ELKO – Bureau of Land Management chief Neil Kornze returned to his stomping grounds Tuesday where the land is much drier than it was when he lived here.
Kornze, who spent most of his youth in Elko, visited the area as part of a tour that included multiple stops in Idaho and Nevada.
“The drought could force us into a difficult season on a lot of fronts,” he said. “We wanted to get out here and listen to folks, see what they see coming down the season.”
A four-year drought has spurred concern in the West.
Kornze said earlier fire seasons in California and Alaska is a consequence.
“The fire season is one indication that that trend is growing,” he said.
BLM Deputy Director Steve Ellis said the BLM aims to fight fires with an aggressive initial attack and then strategically rehabilitate burned rangeland with beneficial plant life.
Grazing, he added, can be a useful tool to combat wildfires, but overgrazing can harm rangeland health.
“It’s a balance,” he said.
Wildfire has been identified as a top threat to sage grouse, a species under consideration for federal protection under the Endangered Species Act.
Kornze said the BLM, which houses about 50 percent of sage grouse habitat, plays a large role in the birds’ conservation.
The BLM is revising 68 different land-use plans.
“We’re putting in place conservation measures that we’re working through Fish and Wildlife Service, the state fish and game agencies, with the governors,” Kornze said.
In Nevada, Gov. Brian Sandoval’s plan is based around mitigation banking.
The recent U.S. Fish & Wildlife Service decision not to list the bi-state sage grouse, a subspecies that lives along the Nevada-California border, due to successful collaborative projects was encouraging, Kornze said.
Locally, the drying climate has been a source of consternation for livestock operators, as well as wild horse advocates, worried about a lack of water in the creeks and springs.
In Lander County, ranchers worried about their livelihood after nearly half of the grazing areas on the Argenta allotment were closed due to drought.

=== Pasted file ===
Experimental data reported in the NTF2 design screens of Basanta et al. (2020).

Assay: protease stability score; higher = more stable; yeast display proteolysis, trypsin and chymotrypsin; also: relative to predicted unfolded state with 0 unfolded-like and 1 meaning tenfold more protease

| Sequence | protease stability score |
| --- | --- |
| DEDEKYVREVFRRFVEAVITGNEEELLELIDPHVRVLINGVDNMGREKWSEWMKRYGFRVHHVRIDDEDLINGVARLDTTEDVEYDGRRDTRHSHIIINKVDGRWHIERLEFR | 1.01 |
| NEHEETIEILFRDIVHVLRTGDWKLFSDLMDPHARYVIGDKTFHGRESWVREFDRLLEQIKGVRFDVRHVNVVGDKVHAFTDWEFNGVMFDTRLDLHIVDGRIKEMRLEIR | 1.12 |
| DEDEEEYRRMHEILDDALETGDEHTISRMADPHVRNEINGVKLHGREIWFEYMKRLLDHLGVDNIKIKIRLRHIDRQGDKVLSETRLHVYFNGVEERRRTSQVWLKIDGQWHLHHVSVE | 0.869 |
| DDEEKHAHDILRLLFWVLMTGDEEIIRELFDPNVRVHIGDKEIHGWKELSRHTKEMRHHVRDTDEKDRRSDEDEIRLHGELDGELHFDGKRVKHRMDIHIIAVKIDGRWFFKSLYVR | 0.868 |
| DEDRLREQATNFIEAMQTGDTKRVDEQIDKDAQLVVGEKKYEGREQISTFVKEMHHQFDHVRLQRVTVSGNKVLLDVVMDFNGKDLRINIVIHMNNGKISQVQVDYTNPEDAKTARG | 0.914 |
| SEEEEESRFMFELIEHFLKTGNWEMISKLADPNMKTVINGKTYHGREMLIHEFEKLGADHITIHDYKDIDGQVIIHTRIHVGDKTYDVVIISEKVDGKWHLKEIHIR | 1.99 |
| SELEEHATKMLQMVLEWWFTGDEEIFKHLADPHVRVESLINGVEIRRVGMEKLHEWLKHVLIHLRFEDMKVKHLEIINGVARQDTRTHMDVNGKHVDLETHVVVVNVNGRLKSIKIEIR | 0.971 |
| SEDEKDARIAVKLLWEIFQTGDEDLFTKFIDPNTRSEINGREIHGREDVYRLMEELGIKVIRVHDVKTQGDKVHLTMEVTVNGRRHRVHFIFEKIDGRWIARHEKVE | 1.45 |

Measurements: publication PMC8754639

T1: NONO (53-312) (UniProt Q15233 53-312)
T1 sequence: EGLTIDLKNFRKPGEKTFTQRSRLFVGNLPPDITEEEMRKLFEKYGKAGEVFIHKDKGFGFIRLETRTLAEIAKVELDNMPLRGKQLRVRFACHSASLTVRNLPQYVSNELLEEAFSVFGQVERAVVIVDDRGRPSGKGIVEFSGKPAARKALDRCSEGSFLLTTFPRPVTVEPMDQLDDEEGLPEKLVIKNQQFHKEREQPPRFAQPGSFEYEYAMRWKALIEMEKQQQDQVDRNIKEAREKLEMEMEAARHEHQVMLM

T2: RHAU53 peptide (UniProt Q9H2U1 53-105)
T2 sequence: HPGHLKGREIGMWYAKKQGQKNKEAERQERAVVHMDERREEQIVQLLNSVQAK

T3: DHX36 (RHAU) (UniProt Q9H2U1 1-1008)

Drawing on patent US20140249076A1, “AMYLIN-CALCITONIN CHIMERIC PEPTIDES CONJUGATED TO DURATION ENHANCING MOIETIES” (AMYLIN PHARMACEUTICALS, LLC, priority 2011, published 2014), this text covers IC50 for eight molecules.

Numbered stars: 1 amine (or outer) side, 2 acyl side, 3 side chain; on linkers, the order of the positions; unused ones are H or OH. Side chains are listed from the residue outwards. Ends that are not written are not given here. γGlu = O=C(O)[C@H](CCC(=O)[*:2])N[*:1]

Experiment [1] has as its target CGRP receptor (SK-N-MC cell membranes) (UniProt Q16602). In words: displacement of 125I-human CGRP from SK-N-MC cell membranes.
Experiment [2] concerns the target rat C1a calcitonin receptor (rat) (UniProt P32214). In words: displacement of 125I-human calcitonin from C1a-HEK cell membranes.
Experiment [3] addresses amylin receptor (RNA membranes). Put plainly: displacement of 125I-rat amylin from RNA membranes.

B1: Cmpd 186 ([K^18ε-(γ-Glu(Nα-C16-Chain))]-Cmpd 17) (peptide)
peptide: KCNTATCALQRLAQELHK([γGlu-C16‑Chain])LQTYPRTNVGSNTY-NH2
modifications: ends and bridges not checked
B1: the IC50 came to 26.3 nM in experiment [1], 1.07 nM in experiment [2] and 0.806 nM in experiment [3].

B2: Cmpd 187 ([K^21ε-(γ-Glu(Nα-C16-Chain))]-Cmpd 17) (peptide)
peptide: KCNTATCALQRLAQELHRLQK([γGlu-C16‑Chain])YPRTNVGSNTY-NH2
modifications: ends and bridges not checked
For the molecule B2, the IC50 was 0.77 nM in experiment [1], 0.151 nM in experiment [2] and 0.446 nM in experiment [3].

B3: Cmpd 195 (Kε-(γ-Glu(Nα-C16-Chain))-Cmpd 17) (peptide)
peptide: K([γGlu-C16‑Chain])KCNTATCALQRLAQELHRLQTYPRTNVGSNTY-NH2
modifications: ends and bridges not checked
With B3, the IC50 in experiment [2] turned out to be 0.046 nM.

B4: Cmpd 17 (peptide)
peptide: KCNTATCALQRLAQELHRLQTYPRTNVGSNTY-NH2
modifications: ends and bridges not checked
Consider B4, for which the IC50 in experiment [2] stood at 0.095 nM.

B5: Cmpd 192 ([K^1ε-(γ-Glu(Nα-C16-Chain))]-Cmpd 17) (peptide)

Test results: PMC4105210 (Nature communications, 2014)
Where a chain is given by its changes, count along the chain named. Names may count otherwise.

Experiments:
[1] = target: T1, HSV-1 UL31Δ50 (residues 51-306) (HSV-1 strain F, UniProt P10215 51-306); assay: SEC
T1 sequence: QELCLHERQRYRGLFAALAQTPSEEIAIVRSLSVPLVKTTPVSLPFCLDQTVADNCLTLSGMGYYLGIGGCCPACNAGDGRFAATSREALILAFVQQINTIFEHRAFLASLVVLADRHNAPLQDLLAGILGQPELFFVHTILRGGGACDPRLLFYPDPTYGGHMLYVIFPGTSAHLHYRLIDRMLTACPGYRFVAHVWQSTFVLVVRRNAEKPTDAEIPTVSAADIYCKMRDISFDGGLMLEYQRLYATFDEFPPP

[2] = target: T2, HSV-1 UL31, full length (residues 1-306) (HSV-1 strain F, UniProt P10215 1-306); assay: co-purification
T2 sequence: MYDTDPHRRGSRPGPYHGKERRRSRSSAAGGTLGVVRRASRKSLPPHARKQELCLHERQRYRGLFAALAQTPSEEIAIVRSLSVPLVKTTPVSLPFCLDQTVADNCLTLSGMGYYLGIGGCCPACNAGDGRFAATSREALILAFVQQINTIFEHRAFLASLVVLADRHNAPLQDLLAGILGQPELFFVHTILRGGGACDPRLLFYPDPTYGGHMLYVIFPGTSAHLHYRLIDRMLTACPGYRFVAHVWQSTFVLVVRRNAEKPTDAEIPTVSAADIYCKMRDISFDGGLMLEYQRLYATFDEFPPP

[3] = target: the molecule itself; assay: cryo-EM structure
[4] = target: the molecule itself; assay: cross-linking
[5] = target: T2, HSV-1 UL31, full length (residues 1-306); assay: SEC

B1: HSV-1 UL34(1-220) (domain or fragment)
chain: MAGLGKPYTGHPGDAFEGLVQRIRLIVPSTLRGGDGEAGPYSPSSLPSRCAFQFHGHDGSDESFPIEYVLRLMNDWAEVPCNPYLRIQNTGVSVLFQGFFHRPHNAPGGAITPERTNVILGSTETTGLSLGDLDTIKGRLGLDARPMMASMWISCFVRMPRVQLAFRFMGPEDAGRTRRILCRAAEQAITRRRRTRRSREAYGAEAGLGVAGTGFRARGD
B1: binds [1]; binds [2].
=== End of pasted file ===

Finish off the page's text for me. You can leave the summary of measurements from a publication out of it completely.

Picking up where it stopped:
John Ruhs, acting BLM state director, said he recently met with some of the Argenta permittee holders in an effort to build lines of dialogue. Although he said the issue hasn’t been resolved, he said the meetings were a step in the right direction.
“There’s a collaborative process and it seems to be going really well,” he said.
In an effort to bolster action, Kornze said the BLM has three significant proposals before Congress.
One, referred to as the “fire fix,” would allow the government to battle large, out-of-control wildfires using money beyond a budget cap.
“The proposal is to pay for them the same way we do major floods, major disasters,” he said.
The BLM has also asked Congress to approve a $60 million proposal to implement its sage-grouse conservation plan. A component of that includes getting more “boots on the ground.”
“In Elko County, we have one range (specialist) for every million acres,” he said. “We need to do better than that.”
The third proposal focuses on federally regulated oil and gas wells that would boost the number of inspectors.
“What we’ve asked for is to be able to charge a nominal fee on every lease in the country, so that we can fund those inspectors,” he said.
The proposal mirrors off-shore regulations, he said.
The BLM recently finalized regulations for hydraulic fracturing, comprising three basic components: disclosure of chemicals, well bore integrity and basic standards for collecting spill-over water.